Designate a National Historic Site

Every person, place, or thing has a history. But only some make it into the history books. And a very few get singled out for special treatment.

Written by Nelle Oosterom

March 23, 2011

It’s the job of the Historic Sites and Monuments Board of Canada, in close collaboration with Parks Canada, to identify what is historically significant enough for federal commemoration.

Every year the board considers about fifty candidates (ninety-five per cent of which are submitted by the public) and provides advice and recommendations to the minister of the environment. National significance is a deciding factor. Uniqueness, rarity, or being first are not, in themselves, enough to make it onto the list.

Many forts and battlefields were recognized shortly after the board was formed in 1919. More recently, the board has been paying closer attention to the history of Indigenous peoples, women, and ethnocultural communities. Most nominations come from the Canadian public.

As of 2011, there are 956 National Historic Sites, 648 persons of national historic significance, and 417 events of national historic significance. Of the 956 sites, 167 are administered by Parks Canada. The rest are owned or administered by a wide range of individuals, organizations, and other levels of government.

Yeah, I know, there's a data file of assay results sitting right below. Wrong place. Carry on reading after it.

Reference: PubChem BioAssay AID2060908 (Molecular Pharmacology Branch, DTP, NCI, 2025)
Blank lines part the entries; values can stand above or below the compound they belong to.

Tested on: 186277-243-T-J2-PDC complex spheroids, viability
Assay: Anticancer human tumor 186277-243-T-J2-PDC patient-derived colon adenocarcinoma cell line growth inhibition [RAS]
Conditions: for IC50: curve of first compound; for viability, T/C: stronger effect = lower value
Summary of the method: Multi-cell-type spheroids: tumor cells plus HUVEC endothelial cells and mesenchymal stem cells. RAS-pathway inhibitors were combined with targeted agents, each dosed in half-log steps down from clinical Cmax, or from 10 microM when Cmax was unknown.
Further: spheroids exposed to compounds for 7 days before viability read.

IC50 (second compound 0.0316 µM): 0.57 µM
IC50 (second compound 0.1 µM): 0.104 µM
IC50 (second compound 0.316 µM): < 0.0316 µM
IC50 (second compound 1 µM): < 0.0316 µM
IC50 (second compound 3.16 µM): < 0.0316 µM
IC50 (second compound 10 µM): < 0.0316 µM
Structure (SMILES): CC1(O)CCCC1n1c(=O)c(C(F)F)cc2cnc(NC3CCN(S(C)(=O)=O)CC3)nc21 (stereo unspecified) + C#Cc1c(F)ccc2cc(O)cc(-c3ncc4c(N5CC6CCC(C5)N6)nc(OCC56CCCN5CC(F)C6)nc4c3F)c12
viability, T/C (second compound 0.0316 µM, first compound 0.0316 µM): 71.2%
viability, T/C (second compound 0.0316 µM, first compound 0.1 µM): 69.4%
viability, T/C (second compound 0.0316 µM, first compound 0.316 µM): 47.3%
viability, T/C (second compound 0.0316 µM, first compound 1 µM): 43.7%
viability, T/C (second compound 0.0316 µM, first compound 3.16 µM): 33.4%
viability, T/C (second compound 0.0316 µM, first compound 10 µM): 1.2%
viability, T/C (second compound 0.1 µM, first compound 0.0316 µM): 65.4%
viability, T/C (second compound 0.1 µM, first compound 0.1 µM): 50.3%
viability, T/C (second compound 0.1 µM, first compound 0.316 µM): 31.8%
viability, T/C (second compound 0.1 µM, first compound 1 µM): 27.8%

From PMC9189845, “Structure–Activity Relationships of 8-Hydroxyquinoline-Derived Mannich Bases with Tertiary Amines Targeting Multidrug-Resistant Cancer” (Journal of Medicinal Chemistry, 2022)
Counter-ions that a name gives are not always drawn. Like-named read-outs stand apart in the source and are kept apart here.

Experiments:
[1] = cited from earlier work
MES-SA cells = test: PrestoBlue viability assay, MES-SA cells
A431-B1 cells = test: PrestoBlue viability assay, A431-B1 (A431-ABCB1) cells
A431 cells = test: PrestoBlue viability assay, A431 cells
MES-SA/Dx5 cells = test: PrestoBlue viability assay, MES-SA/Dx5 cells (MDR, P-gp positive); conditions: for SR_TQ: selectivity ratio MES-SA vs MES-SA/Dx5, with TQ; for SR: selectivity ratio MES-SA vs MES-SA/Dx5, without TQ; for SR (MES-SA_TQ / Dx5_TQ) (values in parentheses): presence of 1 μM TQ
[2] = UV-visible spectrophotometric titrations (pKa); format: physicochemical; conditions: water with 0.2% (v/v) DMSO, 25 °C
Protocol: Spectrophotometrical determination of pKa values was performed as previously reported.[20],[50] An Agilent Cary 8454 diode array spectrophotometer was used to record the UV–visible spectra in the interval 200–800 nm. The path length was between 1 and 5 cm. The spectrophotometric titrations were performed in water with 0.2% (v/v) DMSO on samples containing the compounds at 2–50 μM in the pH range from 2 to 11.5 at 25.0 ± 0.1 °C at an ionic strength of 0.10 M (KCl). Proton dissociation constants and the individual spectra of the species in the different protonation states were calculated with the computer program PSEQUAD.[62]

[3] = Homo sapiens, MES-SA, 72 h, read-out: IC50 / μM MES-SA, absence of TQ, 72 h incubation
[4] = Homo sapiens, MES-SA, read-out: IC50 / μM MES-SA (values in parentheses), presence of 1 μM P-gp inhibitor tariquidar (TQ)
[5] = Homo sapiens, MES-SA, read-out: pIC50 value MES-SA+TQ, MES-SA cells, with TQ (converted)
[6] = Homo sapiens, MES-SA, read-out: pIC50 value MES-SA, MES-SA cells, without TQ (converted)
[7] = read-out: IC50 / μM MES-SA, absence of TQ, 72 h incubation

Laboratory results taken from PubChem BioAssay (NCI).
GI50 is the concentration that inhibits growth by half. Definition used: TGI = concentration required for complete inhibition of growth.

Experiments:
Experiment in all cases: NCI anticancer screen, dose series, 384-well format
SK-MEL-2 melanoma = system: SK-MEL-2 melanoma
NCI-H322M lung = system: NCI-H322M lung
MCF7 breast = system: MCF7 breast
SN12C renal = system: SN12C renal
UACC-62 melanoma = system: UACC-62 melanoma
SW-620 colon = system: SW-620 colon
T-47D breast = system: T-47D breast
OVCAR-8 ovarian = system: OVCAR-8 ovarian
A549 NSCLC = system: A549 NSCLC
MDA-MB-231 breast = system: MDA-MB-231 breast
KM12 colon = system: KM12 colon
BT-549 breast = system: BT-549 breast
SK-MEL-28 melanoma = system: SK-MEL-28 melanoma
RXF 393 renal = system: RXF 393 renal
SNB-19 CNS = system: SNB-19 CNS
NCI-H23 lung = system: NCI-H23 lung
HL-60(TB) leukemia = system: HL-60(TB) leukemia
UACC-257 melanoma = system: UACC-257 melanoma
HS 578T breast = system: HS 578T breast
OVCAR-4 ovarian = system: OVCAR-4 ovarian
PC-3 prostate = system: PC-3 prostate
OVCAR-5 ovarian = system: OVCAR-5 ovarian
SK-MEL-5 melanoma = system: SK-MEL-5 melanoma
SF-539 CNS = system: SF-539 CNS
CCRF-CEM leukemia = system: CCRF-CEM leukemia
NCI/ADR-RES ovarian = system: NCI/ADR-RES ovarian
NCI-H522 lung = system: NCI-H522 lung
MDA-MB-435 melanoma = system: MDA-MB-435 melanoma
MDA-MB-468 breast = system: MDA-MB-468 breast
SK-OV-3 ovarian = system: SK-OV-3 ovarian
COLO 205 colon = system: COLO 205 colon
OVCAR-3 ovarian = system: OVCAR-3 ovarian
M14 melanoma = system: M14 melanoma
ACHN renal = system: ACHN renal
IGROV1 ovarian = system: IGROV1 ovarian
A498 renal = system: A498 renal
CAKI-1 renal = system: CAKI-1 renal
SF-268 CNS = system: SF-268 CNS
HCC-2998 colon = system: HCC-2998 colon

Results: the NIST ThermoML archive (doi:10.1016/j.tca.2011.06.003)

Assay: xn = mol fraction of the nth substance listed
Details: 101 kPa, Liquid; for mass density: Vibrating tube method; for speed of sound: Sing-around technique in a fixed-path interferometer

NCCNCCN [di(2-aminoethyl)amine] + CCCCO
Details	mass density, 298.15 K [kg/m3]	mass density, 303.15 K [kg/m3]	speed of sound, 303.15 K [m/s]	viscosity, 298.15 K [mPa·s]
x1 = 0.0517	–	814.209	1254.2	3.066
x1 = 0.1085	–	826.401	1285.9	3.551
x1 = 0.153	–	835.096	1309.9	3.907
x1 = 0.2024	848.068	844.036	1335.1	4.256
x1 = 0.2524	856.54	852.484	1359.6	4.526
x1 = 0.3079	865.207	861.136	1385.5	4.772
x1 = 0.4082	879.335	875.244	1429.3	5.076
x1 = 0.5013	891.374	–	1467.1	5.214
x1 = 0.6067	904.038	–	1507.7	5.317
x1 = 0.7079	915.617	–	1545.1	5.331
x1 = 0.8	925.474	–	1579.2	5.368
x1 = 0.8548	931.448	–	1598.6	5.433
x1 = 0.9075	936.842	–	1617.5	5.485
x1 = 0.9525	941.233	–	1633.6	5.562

You can find the application for national historic site designations, check the heritage status of buildings, and find frequently asked questions on their website.

Keep in mind, while you may be notified that your application meets the basic criteria within the first four months, it can take up to two years for the Minister to make the final decision.

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